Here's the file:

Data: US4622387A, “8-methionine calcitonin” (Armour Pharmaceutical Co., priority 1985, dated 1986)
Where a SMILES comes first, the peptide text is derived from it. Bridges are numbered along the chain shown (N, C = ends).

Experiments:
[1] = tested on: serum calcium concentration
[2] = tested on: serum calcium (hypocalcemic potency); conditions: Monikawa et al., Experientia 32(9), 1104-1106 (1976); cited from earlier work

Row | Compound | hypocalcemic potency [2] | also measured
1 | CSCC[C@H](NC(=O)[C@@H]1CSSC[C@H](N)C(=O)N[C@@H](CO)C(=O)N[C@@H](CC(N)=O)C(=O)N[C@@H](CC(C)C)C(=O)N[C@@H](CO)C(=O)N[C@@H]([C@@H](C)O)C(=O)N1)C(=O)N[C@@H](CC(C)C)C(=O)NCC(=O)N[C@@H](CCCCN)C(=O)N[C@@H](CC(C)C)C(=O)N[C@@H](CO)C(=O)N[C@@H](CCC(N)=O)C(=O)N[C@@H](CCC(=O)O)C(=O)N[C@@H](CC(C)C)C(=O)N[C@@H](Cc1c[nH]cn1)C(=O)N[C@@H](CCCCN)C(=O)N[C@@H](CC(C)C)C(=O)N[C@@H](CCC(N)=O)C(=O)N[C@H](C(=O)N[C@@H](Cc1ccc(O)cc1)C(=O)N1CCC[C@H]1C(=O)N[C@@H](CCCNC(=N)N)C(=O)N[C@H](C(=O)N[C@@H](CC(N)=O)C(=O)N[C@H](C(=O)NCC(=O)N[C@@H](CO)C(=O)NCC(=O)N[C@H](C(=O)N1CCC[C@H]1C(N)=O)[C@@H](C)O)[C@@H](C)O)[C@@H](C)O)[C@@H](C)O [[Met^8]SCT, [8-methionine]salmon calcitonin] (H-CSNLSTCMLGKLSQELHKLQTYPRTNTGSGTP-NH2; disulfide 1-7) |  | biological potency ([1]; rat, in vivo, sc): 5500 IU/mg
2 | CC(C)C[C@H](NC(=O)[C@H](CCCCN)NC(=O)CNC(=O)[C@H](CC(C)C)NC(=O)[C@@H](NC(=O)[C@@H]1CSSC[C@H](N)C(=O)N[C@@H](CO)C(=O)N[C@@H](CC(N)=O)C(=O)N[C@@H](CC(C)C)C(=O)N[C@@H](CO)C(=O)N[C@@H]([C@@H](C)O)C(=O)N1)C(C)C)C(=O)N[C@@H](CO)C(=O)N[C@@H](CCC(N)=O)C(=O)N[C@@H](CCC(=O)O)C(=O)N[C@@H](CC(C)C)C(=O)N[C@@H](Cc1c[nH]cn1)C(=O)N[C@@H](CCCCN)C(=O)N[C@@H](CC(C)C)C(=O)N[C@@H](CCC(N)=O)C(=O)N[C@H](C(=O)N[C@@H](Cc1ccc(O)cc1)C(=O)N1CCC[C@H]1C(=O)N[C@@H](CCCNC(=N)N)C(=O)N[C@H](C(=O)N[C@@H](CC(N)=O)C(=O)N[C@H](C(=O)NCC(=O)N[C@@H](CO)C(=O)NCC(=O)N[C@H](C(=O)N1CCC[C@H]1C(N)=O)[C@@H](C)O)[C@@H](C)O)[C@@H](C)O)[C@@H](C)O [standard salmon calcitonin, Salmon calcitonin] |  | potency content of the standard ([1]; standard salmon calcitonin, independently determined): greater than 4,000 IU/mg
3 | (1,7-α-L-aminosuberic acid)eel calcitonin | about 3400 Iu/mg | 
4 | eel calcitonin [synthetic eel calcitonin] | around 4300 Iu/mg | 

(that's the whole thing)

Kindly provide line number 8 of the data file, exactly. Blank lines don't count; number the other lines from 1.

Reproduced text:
2 | CC(C)C[C@H](NC(=O)[C@H](CCCCN)NC(=O)CNC(=O)[C@H](CC(C)C)NC(=O)[C@@H](NC(=O)[C@@H]1CSSC[C@H](N)C(=O)N[C@@H](CO)C(=O)N[C@@H](CC(N)=O)C(=O)N[C@@H](CC(C)C)C(=O)N[C@@H](CO)C(=O)N[C@@H]([C@@H](C)O)C(=O)N1)C(C)C)C(=O)N[C@@H](CO)C(=O)N[C@@H](CCC(N)=O)C(=O)N[C@@H](CCC(=O)O)C(=O)N[C@@H](CC(C)C)C(=O)N[C@@H](Cc1c[nH]cn1)C(=O)N[C@@H](CCCCN)C(=O)N[C@@H](CC(C)C)C(=O)N[C@@H](CCC(N)=O)C(=O)N[C@H](C(=O)N[C@@H](Cc1ccc(O)cc1)C(=O)N1CCC[C@H]1C(=O)N[C@@H](CCCNC(=N)N)C(=O)N[C@H](C(=O)N[C@@H](CC(N)=O)C(=O)N[C@H](C(=O)NCC(=O)N[C@@H](CO)C(=O)NCC(=O)N[C@H](C(=O)N1CCC[C@H]1C(N)=O)[C@@H](C)O)[C@@H](C)O)[C@@H](C)O)[C@@H](C)O [standard salmon calcitonin, Salmon calcitonin] |  | potency content of the standard ([1]; standard salmon calcitonin, independently determined): greater than 4,000 IU/mg